His second choice might be a college or a school. Long Island University owns an original pipe organ that is raised from beneath the gymnasium floor. Such an instrument really requires theater-size space, he said.
"It does not belong in a home, but there was no other way to save it," Wagner said. "It sounds good here, but would sound even better in a theater."
When the State Theatre's owner planned to raze the building and scrap everything in it, Wagner bought the Wurlitzer for $1,000. He and a dozen volunteers took it apart piece by piece, including all those hefty and pencil-thin metal pipes and an 800-pound chest, which had to be lowered three stories to the stage floor.
"We filled that stage three times just with parts," he said.
Then they hauled everything to Glen Arm.
"We had pipes covering the entire basement and garage floors," said Dee Wagner, married to Roy for 55 years and nearly as conversant in Wurlitzer lore. "All I had was a clear path to the washing machine. We already had five children, but somehow, the Wurlitzer became the baby of the family."
It took two years of painstaking labor to reconnect, rewire and restore the instrument to its former glory. It also meant carving out space in the basement for 8-foot-high pipes, the blower system, and building an entire room for the many musical parts, including a drum, a xylophone and a glockenspiel. Wagner added platforms to make all parts accessible. He also removed the solid wall by the staircase to the basement and paneled it with shutters that let air flow as the organ plays.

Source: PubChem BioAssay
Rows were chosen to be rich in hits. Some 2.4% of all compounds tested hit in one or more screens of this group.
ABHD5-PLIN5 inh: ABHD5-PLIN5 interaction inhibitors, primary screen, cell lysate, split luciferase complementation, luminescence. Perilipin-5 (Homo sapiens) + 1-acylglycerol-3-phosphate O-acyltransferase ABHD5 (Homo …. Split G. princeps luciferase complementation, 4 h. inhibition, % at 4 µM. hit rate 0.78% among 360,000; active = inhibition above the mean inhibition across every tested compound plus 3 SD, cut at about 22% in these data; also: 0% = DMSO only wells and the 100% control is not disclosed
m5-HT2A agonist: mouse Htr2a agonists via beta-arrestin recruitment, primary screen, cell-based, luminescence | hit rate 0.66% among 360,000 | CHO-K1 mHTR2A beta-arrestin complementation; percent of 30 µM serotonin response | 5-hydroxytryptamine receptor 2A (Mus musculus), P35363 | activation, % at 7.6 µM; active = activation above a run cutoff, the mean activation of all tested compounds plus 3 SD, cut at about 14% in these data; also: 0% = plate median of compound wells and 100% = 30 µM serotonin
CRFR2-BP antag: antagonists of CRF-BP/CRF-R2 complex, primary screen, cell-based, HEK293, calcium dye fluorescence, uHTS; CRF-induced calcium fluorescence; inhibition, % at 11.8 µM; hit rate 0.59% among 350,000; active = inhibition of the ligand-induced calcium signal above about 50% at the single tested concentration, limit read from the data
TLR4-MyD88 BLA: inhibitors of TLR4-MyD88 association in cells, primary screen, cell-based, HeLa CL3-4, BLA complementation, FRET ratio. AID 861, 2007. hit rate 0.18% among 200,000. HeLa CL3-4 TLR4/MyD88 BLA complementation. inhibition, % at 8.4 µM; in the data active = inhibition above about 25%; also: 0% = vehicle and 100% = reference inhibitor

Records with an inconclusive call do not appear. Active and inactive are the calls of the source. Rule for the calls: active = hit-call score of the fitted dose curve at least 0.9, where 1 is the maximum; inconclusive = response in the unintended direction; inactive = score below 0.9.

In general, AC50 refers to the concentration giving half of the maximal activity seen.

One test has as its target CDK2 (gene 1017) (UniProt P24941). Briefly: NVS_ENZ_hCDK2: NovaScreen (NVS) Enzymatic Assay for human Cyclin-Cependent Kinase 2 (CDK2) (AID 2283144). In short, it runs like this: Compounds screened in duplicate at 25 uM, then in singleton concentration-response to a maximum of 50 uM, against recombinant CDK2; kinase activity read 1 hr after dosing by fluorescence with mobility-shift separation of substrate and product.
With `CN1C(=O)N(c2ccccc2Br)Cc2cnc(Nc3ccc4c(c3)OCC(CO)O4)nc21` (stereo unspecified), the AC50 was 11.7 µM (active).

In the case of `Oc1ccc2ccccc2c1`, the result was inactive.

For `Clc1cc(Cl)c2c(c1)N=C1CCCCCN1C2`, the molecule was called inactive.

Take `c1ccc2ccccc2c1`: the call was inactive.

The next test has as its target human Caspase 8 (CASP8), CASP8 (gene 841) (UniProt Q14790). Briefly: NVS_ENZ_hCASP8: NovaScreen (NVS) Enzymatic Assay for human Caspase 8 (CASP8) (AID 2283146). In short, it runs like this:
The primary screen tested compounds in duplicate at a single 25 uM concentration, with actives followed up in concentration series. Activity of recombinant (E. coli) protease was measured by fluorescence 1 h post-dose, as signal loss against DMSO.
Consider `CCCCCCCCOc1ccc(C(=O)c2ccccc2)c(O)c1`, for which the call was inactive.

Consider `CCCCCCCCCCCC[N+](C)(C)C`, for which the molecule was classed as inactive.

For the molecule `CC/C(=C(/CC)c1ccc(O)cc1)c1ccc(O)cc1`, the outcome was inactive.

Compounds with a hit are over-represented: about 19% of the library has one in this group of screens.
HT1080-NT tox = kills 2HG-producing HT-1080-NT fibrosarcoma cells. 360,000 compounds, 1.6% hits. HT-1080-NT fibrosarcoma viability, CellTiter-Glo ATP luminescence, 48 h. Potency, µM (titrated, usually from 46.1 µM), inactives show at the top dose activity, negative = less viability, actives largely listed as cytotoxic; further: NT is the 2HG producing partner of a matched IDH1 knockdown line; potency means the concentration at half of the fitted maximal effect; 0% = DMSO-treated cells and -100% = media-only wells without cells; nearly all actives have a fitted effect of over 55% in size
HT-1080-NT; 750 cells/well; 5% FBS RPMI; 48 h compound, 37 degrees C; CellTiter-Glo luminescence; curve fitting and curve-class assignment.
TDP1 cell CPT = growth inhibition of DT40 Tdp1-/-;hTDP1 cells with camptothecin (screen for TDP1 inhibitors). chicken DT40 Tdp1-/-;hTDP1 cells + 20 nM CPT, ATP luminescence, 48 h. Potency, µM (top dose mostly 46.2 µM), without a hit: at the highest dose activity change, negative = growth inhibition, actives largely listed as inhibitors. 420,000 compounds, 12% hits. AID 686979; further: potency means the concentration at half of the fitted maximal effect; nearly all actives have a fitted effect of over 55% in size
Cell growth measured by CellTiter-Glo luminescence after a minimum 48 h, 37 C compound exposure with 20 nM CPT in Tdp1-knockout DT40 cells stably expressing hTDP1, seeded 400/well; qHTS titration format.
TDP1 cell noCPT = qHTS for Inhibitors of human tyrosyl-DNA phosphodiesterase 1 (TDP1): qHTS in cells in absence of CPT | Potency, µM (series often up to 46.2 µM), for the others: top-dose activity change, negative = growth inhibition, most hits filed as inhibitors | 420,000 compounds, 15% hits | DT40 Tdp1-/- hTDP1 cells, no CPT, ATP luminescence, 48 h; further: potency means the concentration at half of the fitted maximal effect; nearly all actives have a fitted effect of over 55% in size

In 1971, the Wagners held the first of many concerts, and one of those volunteer movers gave them the exit sign from the theater to mark the occasion. It still hangs over the door to the garage. Frank Lybolt, the organist who played the last show at the State, played at that first cellar concert.
Even with no formal musical training, Dee Wagner said, her husband plays quite well. But he prefers to listen as other, more adept players ply the keys. He has invited many renowned artists to play it and hundreds to hear its familiar sounds at informal concerts. Dee Wagner's guest book offers an account of the visitors who have come from around the world to hear what many call the Wagner Wurlitzer.
"Everyone wants a chance to see it and maybe be able to say, 'I played a pipe organ,' " he said.
Over the years, the Wagners hosted lawn parties and opened all the windows and doors so guests could hear the organ. Once they located a silent Western film and ran it for guests as the organ accompanied the reel.
"The film was definitely secondary entertainment," Roy Wagner said.
Most of those luxurious theaters are gone, as are the versatile Wurlitzers. The company branched out to jukeboxes and other instruments before it went out of business a few years ago.
"We have to preserve those that remain," Smith said. "Think of it as a time machine that can take you to whatever era of music you want to hear. From baroque to rock, this organ is capable of anything."
Wagner acknowledges that parting with it will be difficult, but he remains determined to return it to the public's eye and ear.
"I will miss it because it has been an extremely big piece of my life," he said. "But I want everyone to have the chance to hear the sound that can't be beat."